UPDATE: Tim Hoover of the Denver paper reports now that GOP House Speaker Frank McNulty is “clearly irritated” at the hubbub over raising legislative per diem pay. That said, McNulty’s not giving what you’d call good answers on how this looks after years of unrecovered cuts, or might appear to state employees who haven’t had a raise in four years.
This looks less and less like a situation that’s going to end well, folks.
Reporter John Schroyer of the Colorado Springs paper does a good job today updating the story, originally broke by the Pueblo Chieftain’s Patrick Malone this weekend, of House Bill 12-1301–which passively implements a 22% increase in the daily per diem rate for legislators who represent districts outside the Denver metro area. This per diem raise was passed some years ago, but its implementation was delayed during the worst of the recent recession-forced budget cutting for, and one source of ours put it, “self-evident political reasons.”
It’s important to recognize that this did not begin as any kind of Democratic setup–HB12-1301 is sponsored by both House and Senate majority and minority leadership. In our discussion of this bill, we’ve tried very hard to distinguish between the very reasonable case for increasing not just legislative per diem but compensation in general, and the debate-free (but as it turns out, not dissent-free) passage of this bill through the Republican majority Colorado House.
As you can see, the vote to pass the bill was far from unanimous, and this belies the explanation from some proponents that they “did not vote on a pay increase” but a small budgetary matter. Schroyer quotes Rep. Marsha Looper pretty flatly, “I don’t think we should be giving ourselves a raise when unemployment rates are so high.” Even Looper’s primary opponent, Majority Leader Amy Stephens who was away from the chamber last week on family business, says she opposed the bill for this reason when it came before the Legislative Leadership Council.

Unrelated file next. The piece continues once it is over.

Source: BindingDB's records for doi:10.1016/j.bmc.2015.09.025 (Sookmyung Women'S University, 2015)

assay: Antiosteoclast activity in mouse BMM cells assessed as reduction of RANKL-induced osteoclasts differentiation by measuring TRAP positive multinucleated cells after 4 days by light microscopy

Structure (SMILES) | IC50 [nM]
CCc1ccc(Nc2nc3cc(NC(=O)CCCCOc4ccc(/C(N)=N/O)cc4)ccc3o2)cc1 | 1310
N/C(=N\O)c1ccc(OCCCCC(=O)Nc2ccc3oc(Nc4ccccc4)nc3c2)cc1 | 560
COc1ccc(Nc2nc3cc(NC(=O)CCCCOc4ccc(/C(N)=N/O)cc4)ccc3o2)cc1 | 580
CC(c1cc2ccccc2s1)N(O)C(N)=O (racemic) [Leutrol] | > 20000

So what happens now? Well, we’d say the chances of legislation to prevent the per diem hike from going into effect not being introduced dwindle every time a reporter calls for a quote about this bill–meaning it’s pretty much inevitable at this point. Politically, we really do think that Republicans have more to lose if the issue goes toxic, despite the Democratic leadership also sponsoring. For one thing, it passed the GOP-controlled House before it became an issue.
And then there’s the issue of kept-on-the-down-low legislative pay hikes of any kind coming on the heels of years of budget cuts in this state–budget cuts more or less celebrated by the Republican Party. It shouldn’t be hard to understand why this is perilous ground for them: whether explaining their actions to the “Tea Party” hordes, or everybody else.
And we’re sorry, but that’s not Mark Ferrandino’s problem.